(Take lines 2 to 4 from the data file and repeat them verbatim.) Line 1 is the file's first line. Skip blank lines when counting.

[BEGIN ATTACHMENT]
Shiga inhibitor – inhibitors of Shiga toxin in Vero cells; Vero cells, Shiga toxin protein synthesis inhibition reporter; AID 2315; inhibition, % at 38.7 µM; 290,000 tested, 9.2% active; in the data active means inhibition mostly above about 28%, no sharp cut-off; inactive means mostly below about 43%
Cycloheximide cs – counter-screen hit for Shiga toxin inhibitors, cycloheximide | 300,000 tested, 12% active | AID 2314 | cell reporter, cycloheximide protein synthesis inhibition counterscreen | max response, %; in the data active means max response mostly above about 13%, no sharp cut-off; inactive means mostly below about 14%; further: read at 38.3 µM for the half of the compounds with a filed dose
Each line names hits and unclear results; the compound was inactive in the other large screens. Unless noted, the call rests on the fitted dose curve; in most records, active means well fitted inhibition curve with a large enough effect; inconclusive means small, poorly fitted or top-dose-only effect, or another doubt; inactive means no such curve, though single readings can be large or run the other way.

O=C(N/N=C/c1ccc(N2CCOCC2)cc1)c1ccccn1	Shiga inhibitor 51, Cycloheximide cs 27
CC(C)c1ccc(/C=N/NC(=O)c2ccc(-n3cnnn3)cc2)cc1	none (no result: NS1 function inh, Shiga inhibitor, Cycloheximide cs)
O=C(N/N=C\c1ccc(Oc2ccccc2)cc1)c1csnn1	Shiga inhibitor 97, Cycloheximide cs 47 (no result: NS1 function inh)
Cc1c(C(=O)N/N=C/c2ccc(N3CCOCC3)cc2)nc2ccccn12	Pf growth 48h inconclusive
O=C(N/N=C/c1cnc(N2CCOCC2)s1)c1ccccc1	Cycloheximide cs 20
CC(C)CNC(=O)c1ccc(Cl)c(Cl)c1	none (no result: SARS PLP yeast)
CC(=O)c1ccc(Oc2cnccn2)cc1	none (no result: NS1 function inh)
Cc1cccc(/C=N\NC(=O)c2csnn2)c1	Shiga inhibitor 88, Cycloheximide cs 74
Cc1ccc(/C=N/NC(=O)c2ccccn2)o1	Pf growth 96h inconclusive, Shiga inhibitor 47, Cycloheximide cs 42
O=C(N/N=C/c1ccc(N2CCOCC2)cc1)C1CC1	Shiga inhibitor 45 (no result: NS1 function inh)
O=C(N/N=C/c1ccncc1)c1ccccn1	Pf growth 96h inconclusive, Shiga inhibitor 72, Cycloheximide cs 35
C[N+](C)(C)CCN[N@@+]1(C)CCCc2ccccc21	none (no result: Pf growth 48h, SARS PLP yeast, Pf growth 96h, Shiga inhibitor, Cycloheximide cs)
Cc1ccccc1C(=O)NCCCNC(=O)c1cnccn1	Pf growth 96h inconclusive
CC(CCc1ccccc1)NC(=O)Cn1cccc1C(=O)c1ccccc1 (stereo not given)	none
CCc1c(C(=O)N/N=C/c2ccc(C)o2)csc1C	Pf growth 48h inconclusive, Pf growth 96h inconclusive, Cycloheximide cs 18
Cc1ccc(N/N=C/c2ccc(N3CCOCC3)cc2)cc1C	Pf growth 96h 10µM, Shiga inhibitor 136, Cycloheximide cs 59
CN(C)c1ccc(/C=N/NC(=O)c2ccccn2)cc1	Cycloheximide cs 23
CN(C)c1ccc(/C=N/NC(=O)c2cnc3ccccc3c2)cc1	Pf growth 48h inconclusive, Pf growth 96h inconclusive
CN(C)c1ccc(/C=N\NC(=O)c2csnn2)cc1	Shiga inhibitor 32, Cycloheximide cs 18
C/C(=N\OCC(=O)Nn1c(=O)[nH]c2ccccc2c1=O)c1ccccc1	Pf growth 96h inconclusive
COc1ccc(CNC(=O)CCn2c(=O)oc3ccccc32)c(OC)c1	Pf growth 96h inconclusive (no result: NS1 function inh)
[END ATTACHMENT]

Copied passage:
Cycloheximide cs – counter-screen hit for Shiga toxin inhibitors, cycloheximide | 300,000 tested, 12% active | AID 2314 | cell reporter, cycloheximide protein synthesis inhibition counterscreen | max response, %; in the data active means max response mostly above about 13%, no sharp cut-off; inactive means mostly below about 14%; further: read at 38.3 µM for the half of the compounds with a filed dose
Each line names hits and unclear results; the compound was inactive in the other large screens. Unless noted, the call rests on the fitted dose curve; in most records, active means well fitted inhibition curve with a large enough effect; inconclusive means small, poorly fitted or top-dose-only effect, or another doubt; inactive means no such curve, though single readings can be large or run the other way.

O=C(N/N=C/c1ccc(N2CCOCC2)cc1)c1ccccn1	Shiga inhibitor 51, Cycloheximide cs 27